The latest amendment of the law on the unemployment insurance provides for the authorities to constrain an unemployed person to accept any work deemed "suitable". Any refusal to accept such work or the fact of not being hired for an assigned job can entail the suspension of unemployment benefits.

As regards drug addicts, the Federal Law on Narcotics introduced in 1975 allows for the hospitalisation by constraint of addicts. In the 1990s, certain circles advocating particularly harsh "War on drugs" policies publicly demanded that drug addicts be subjected to confinement for therapy purposes. In my opinion, this amounts to medical treatment by constraint.

In all three cases we can note that public authorities are expected to impose a behaviour on certain categories of citizens in an authoritarian manner, or even to punish those who fail to comply. According to this logic, these persons are denied the capacity of subjects of right, while the authority is entrusted with extensive powers of decision-making.

In the same way it is interesting to see that, in 1993, the Canton of Zurich created a "returnee centre" for drug addicts. Any drug addict not residing in Zurich can be confined to this centre and deprived of drugs for 24 hours before being sent back to his/her home town. Beyond the fact that these "internments" and "forcible returns" violate the freedom of residence on the entire territory of the country, guaranteed by the Swiss Federal Constitution, the resemblance of this practice with the forcible return of foreigners and asylum seekers is striking. Indeed, the language and the measures resorted to with respect to drug addicts and asylum seekers are tending to get confounded.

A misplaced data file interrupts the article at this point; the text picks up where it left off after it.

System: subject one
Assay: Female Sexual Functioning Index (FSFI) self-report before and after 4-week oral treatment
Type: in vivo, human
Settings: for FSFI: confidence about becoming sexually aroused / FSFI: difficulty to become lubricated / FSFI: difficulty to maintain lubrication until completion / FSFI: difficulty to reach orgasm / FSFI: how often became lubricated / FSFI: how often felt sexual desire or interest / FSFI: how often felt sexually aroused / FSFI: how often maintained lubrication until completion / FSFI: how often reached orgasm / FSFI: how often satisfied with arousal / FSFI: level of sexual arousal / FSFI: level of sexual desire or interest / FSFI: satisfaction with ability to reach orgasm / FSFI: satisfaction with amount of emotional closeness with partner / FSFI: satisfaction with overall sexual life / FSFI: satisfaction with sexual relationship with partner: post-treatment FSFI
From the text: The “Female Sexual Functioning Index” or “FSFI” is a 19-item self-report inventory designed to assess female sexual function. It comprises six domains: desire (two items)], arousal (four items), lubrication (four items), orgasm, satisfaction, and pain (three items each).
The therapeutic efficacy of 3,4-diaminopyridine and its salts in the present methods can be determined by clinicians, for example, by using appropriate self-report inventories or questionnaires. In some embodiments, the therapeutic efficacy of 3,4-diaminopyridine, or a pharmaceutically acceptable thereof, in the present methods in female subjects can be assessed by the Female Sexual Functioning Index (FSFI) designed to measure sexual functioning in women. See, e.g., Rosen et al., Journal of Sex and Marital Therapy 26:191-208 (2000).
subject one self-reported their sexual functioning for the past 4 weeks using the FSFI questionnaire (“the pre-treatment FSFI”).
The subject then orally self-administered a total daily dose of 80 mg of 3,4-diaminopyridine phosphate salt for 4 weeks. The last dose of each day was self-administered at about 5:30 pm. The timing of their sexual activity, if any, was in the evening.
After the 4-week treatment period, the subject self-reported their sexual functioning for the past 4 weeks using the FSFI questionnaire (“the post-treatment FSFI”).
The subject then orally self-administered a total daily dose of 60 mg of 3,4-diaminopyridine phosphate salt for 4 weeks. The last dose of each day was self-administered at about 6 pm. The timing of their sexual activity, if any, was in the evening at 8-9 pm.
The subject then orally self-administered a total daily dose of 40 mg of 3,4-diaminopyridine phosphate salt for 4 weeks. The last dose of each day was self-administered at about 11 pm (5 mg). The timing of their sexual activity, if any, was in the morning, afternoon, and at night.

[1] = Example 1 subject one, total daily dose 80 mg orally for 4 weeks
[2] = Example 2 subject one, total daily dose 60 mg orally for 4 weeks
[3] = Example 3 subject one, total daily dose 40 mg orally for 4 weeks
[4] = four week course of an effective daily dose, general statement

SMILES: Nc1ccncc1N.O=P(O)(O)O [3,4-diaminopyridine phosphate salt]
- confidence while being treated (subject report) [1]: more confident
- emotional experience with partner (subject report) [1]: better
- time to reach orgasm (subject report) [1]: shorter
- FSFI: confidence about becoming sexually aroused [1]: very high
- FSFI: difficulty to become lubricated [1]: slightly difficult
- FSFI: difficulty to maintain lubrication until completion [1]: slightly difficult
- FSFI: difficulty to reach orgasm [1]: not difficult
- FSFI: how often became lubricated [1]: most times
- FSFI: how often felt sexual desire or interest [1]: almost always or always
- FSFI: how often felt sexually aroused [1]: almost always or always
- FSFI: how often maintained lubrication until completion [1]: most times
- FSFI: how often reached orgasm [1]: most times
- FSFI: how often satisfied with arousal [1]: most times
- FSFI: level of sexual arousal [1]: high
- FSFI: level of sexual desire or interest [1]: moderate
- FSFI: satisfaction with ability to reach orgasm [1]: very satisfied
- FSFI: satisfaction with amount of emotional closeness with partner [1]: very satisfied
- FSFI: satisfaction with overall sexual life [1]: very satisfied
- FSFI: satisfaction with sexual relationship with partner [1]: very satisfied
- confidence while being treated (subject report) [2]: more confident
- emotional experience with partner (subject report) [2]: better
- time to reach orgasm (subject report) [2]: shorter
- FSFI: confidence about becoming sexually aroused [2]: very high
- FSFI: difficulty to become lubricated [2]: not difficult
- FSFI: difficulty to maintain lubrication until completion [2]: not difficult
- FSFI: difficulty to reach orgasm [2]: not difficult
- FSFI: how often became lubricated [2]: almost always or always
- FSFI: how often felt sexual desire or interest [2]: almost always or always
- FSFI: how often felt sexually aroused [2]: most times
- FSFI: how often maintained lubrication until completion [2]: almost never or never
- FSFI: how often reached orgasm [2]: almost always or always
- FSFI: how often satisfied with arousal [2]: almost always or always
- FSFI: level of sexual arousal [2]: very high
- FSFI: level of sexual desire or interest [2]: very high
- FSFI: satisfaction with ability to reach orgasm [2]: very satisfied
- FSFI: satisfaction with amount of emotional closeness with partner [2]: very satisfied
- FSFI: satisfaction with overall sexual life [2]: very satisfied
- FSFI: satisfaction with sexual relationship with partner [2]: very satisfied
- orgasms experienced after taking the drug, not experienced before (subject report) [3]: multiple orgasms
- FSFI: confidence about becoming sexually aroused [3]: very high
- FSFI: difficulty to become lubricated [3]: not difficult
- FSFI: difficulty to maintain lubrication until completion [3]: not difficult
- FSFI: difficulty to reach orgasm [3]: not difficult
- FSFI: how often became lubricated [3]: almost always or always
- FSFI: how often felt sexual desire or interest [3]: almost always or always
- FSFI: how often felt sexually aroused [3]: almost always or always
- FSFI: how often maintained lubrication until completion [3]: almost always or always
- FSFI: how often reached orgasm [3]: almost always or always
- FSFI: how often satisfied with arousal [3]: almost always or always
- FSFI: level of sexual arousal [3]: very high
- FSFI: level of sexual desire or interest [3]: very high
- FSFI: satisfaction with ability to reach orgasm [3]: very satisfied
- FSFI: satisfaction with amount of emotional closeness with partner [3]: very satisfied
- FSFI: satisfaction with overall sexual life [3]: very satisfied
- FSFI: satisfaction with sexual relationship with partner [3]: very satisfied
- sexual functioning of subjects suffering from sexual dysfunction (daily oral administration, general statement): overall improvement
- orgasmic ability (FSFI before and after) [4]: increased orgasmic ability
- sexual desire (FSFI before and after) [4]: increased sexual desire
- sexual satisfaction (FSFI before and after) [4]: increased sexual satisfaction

The army against drug addicts and asylum seekers

In 1991, Switzerland experienced a particularly massive arrival of asylum seekers and the Government adopted the "Programme 1991/1992 regarding asylum". It consisted of implementing all measures provided for by the federal emergency decree of 1990 with regard to asylum procedures, and, beyond this, it contained a set of new proposals for action. Two ideas, in particular, drew a lot of attention: the setting up of internment camps for 200-500 persons each, that could be guarded by the army; and, the use of the army for border surveillance in order to fight against illegal entries. An inter-ministerial working group was charged with drafting a plan for the deployment of army units. A number of army units even took part in a military exercise with the code-name LIMES, i.e the Latin word used by the Romans for the borders of their empire with the barbarians.